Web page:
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T-X Competition Moves Forward, Despite Funding Challenges

Jan. 28, 2013 - 07:19AM   |  
By AARON MEHTA   |   Comments
The winner of the T-X competition will replace Northrop Grumman's T-38 Talon, in use since 1959.
The winner of the T-X competition will replace Northrop Grumman's T-38 Talon, in use since 1959. (File)
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Amid a cloud of uncertainty over just how the U.S. Air Force’s next-generation trainer jet program will be funded, several hundred industry representatives showed up for three days of meetings with T-X program officials.

About 325 people attended the Jan. 29 introductory open session to T-X Industry Days, held at Wright Patterson Air Force Base in Ohio. Participants included representatives of major aircraft and training system integrating manufacturers as well as companies interested in providing common or unique subcomponents. They talked with officials from the Air Force Life Cycle Management Center and Air Education and Training Command about the aircraft’s developing requirements.

“The event was very successful in advancing our market research of Advanced Pilot Training possibilities and for our efforts to increase affordability of the systems and services we may seek from industry,” said Col. Dale J. VanDusen of AFLCMC’s training aircraft division.

T-X Program Needs

Despite a push by the Air Force, acquisition funds for the T-X program were not included in the fiscal 2012 budget. Because the federal government is operating under a continuing resolution that leaves the budget at 2012 levels, the program will be unfunded as long as the continuing resolution is in effect. Senior Defense Department officials have made it clear they don’t know if or when the resolution will be replaced with a new budget.

The winner of the T-X competition will replace Northrop Grumman’s T-38 Talon, in use since 1959.

“The T-38 needs a replacement system by sometime in the 2020s,” said Richard Aboulafia, an analyst with the Teal Group. The deadline that means the replacement program needs to be up and running “by the end of this decade” at the latest, he said.

“It’s a program that needs to happen, and it is by no means clear how to fund it,” Aboulafia said. “It’s one of those things they’re just gonna have to find the cash, even though it’s not a shooter.”

The T-X program office is working to “evaluate cost versus performance trades to ensure that we maximize our return on investment as we proceed through a severely fiscally constrained period,” Ed Gulick, Air Force spokesman, wrote in an email.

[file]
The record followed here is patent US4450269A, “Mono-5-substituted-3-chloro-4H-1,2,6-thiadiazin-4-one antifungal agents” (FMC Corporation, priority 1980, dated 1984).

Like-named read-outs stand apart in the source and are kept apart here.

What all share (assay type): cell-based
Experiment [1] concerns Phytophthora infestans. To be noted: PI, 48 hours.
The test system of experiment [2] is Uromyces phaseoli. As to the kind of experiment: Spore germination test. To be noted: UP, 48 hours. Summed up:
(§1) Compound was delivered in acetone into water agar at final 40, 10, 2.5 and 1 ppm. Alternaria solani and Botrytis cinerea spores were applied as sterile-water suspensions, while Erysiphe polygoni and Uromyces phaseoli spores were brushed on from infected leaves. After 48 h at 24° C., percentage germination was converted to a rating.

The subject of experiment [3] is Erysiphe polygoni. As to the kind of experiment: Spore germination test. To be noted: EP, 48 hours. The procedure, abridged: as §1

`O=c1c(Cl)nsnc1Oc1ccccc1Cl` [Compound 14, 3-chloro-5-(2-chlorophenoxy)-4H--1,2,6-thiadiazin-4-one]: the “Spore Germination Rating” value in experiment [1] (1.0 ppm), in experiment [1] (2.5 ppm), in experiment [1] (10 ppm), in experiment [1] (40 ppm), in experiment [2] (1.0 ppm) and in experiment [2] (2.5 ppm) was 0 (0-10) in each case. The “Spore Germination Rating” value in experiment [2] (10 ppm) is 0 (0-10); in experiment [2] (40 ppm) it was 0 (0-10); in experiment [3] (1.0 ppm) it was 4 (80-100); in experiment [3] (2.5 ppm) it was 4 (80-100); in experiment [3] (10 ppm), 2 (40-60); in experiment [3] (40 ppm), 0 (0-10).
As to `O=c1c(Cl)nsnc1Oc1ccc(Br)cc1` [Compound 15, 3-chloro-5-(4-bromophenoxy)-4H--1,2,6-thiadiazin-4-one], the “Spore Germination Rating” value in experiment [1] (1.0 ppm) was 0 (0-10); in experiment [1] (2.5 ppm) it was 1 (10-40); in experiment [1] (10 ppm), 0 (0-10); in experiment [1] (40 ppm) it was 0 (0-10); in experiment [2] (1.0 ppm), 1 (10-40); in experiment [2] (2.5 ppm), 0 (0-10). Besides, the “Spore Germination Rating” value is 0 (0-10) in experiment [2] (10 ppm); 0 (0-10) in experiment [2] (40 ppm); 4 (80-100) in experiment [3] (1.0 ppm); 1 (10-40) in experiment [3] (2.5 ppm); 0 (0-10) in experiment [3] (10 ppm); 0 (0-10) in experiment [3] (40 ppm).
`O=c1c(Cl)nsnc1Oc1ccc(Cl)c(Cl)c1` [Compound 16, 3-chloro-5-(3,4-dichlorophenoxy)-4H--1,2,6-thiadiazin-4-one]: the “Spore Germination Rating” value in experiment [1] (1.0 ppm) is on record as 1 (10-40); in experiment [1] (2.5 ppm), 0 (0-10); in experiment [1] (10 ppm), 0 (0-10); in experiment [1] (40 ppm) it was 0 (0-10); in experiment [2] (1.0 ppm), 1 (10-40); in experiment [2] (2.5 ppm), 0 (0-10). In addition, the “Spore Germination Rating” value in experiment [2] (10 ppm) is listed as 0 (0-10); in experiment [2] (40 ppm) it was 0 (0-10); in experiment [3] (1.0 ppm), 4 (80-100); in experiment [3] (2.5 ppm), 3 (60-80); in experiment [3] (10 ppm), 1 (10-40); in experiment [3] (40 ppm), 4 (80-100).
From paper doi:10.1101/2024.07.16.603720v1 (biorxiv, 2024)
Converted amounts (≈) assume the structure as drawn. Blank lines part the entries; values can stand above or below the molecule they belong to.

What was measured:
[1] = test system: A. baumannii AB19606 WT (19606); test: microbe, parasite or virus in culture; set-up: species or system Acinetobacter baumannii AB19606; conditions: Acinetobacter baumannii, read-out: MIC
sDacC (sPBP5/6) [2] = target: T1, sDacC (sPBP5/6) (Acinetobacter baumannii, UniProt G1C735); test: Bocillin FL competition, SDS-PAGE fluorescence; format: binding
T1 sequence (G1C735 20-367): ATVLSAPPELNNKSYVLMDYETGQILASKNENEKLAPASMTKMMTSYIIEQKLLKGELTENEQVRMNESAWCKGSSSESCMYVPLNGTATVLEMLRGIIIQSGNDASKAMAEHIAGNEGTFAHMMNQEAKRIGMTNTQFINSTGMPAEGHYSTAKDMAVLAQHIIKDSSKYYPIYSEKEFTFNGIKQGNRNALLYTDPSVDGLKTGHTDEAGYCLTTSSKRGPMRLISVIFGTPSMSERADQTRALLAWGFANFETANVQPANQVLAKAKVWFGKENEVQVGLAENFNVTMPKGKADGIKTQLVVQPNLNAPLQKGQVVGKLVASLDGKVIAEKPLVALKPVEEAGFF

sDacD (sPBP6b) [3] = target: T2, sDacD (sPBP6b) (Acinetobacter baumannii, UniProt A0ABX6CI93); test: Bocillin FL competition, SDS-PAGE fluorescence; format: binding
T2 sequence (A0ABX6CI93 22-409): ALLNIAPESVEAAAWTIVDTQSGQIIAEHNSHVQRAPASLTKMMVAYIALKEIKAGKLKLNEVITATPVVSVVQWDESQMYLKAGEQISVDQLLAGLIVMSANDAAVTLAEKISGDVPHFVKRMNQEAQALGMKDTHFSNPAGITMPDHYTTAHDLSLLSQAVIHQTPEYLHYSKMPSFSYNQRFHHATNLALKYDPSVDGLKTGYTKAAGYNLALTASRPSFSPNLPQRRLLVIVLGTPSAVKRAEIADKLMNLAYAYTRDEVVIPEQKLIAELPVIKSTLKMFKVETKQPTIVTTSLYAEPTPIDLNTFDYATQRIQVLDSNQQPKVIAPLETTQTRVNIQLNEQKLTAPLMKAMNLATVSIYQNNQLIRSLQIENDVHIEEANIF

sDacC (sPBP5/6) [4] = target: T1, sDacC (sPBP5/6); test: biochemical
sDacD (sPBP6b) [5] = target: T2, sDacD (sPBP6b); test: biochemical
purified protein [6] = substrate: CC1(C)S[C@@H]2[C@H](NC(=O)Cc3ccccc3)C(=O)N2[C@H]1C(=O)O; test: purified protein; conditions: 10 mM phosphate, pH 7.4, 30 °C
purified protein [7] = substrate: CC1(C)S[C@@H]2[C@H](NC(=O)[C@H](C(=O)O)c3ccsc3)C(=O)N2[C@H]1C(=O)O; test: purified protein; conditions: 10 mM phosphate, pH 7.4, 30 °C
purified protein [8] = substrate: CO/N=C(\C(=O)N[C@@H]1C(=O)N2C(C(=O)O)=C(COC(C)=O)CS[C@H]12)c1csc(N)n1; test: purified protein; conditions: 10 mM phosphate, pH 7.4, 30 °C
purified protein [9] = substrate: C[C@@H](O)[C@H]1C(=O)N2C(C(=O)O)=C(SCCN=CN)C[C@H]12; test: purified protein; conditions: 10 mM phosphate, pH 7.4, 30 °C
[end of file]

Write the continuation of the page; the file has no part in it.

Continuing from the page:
He also noted that the fiscal 2013 budget set a target of 2020 for initial operating capability.

The winner of the competition will supply the primary training vehicle for the F-35 Joint Strike Fighter, as well as existing planes such as the F-15 and F-16.

The Competition

The industry event occured two weeks after Italy’s Alenia Aermacchi announced a partnership with General Dynamics to offer its T-100 jet to the program. Alenia is a subsidiary of Italian giant Finmeccanica. The trainer has been purchased by Italy, Israel and Singapore.

Alenia’s offering is “very contemporary,” said Chris Marzilli, president of GD’s C4 Systems. “I believe as a corporation, having done our homework, that we have a winner both from a technical performance and an affordability aspect.”

Despite funding challenges, Marzilli believes a formal request for proposal will be issued in “early 2014,” with selection that year.

The Alenia-GD partnership is the latest entrant into a program whose bidders include partnerships between BAE Systems and Northrop, pitching its Hawk Advanced Jet Training System, and Lockheed Martin, which is offering the Korean Aerospace Industries’ T-50.

Mike Griswold, Lockheed’s director of business development on the T-X competition, told Defense News late last year that Lockheed’s role as lead contractor for the F-35 is an advantage for its offering.

In contrast to the other competitors, Boeing plans to offer a new aircraft.

“Our analysis consistently indicates a purpose-built solution will provide the most affordable and effective solution to the Air Force’s advanced flight training requirements,” spokeswoman Karen Fincutter wrote in a statement.

Aboulafia said it is unclear whether the Air Force will look at marketing the trainer abroad as a light combat aircraft, and is uncertain what market there would be for such a craft.

“The market is bifurcated, basically going between medium-weight combat planes [such as an F-16] and not having much of an air force,” Aboulafia said.

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